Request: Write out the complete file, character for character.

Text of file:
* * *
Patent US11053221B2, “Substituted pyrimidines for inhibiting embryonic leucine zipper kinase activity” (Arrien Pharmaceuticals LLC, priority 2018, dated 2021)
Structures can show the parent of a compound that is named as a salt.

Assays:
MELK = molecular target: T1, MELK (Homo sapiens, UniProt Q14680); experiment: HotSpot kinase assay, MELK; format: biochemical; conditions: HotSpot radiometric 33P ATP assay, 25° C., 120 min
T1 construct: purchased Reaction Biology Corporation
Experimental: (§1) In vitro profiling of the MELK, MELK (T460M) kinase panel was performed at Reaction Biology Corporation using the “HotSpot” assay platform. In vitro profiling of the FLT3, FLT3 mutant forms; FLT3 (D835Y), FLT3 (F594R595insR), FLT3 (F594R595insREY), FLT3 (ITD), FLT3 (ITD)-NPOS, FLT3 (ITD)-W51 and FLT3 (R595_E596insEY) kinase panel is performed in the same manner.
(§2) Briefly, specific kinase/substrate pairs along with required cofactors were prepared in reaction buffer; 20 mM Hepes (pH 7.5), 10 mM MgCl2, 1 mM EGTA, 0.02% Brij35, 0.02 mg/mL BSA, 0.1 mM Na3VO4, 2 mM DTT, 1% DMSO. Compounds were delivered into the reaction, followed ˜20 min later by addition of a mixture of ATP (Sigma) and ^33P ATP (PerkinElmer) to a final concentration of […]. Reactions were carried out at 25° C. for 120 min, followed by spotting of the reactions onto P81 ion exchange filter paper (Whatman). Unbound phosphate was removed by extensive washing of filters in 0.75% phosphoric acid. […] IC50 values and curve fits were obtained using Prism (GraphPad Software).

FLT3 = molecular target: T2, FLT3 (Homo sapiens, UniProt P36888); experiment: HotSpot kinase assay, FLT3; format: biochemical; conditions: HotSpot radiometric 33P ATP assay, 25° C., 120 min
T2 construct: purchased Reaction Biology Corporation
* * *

Patent US11053221B2, “Substituted pyrimidines for inhibiting embryonic leucine zipper kinase activity” (Arrien Pharmaceuticals LLC, priority 2018, dated 2021)
Structures can show the parent of a compound that is named as a salt.

Assays:
MELK = molecular target: T1, MELK (Homo sapiens, UniProt Q14680); experiment: HotSpot kinase assay, MELK; format: biochemical; conditions: HotSpot radiometric 33P ATP assay, 25° C., 120 min
T1 construct: purchased Reaction Biology Corporation
Experimental: (§1) In vitro profiling of the MELK, MELK (T460M) kinase panel was performed at Reaction Biology Corporation using the “HotSpot” assay platform. In vitro profiling of the FLT3, FLT3 mutant forms; FLT3 (D835Y), FLT3 (F594R595insR), FLT3 (F594R595insREY), FLT3 (ITD), FLT3 (ITD)-NPOS, FLT3 (ITD)-W51 and FLT3 (R595_E596insEY) kinase panel is performed in the same manner.
(§2) Briefly, specific kinase/substrate pairs along with required cofactors were prepared in reaction buffer; 20 mM Hepes (pH 7.5), 10 mM MgCl2, 1 mM EGTA, 0.02% Brij35, 0.02 mg/mL BSA, 0.1 mM Na3VO4, 2 mM DTT, 1% DMSO. Compounds were delivered into the reaction, followed ˜20 min later by addition of a mixture of ATP (Sigma) and ^33P ATP (PerkinElmer) to a final concentration of […]. Reactions were carried out at 25° C. for 120 min, followed by spotting of the reactions onto P81 ion exchange filter paper (Whatman). Unbound phosphate was removed by extensive washing of filters in 0.75% phosphoric acid. […] IC50 values and curve fits were obtained using Prism (GraphPad Software).

FLT3 = molecular target: T2, FLT3 (Homo sapiens, UniProt P36888); experiment: HotSpot kinase assay, FLT3; format: biochemical; conditions: HotSpot radiometric 33P ATP assay, 25° C., 120 min
T2 construct: purchased Reaction Biology Corporation